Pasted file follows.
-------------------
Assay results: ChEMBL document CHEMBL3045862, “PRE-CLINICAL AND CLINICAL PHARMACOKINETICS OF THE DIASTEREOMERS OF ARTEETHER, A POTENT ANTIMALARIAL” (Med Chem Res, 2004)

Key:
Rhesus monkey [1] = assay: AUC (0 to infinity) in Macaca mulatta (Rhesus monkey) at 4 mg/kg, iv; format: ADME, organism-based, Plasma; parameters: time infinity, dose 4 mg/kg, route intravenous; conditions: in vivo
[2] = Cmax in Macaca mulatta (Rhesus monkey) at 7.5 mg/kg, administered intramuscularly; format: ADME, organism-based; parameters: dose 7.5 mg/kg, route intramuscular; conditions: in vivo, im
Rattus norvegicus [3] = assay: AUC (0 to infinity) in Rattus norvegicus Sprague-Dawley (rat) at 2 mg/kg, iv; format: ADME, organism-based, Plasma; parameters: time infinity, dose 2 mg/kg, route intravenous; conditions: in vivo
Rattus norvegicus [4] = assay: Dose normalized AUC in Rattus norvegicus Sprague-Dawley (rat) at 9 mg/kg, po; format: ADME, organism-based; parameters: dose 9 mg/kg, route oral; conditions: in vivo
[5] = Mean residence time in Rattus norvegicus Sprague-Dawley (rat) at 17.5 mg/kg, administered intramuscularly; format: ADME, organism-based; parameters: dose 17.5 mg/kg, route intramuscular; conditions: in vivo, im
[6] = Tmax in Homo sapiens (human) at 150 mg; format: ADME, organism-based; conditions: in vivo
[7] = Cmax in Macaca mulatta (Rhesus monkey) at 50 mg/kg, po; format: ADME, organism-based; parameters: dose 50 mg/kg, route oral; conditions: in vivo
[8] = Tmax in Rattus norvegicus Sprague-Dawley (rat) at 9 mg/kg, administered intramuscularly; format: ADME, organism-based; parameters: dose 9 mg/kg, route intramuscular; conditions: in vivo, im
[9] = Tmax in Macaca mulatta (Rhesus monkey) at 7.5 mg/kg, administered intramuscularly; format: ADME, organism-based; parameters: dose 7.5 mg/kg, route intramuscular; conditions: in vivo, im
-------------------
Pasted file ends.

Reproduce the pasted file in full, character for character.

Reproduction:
Assay results: ChEMBL document CHEMBL3045862, “PRE-CLINICAL AND CLINICAL PHARMACOKINETICS OF THE DIASTEREOMERS OF ARTEETHER, A POTENT ANTIMALARIAL” (Med Chem Res, 2004)

Key:
Rhesus monkey [1] = assay: AUC (0 to infinity) in Macaca mulatta (Rhesus monkey) at 4 mg/kg, iv; format: ADME, organism-based, Plasma; parameters: time infinity, dose 4 mg/kg, route intravenous; conditions: in vivo
[2] = Cmax in Macaca mulatta (Rhesus monkey) at 7.5 mg/kg, administered intramuscularly; format: ADME, organism-based; parameters: dose 7.5 mg/kg, route intramuscular; conditions: in vivo, im
Rattus norvegicus [3] = assay: AUC (0 to infinity) in Rattus norvegicus Sprague-Dawley (rat) at 2 mg/kg, iv; format: ADME, organism-based, Plasma; parameters: time infinity, dose 2 mg/kg, route intravenous; conditions: in vivo
Rattus norvegicus [4] = assay: Dose normalized AUC in Rattus norvegicus Sprague-Dawley (rat) at 9 mg/kg, po; format: ADME, organism-based; parameters: dose 9 mg/kg, route oral; conditions: in vivo
[5] = Mean residence time in Rattus norvegicus Sprague-Dawley (rat) at 17.5 mg/kg, administered intramuscularly; format: ADME, organism-based; parameters: dose 17.5 mg/kg, route intramuscular; conditions: in vivo, im
[6] = Tmax in Homo sapiens (human) at 150 mg; format: ADME, organism-based; conditions: in vivo
[7] = Cmax in Macaca mulatta (Rhesus monkey) at 50 mg/kg, po; format: ADME, organism-based; parameters: dose 50 mg/kg, route oral; conditions: in vivo
[8] = Tmax in Rattus norvegicus Sprague-Dawley (rat) at 9 mg/kg, administered intramuscularly; format: ADME, organism-based; parameters: dose 9 mg/kg, route intramuscular; conditions: in vivo, im
[9] = Tmax in Macaca mulatta (Rhesus monkey) at 7.5 mg/kg, administered intramuscularly; format: ADME, organism-based; parameters: dose 7.5 mg/kg, route intramuscular; conditions: in vivo, im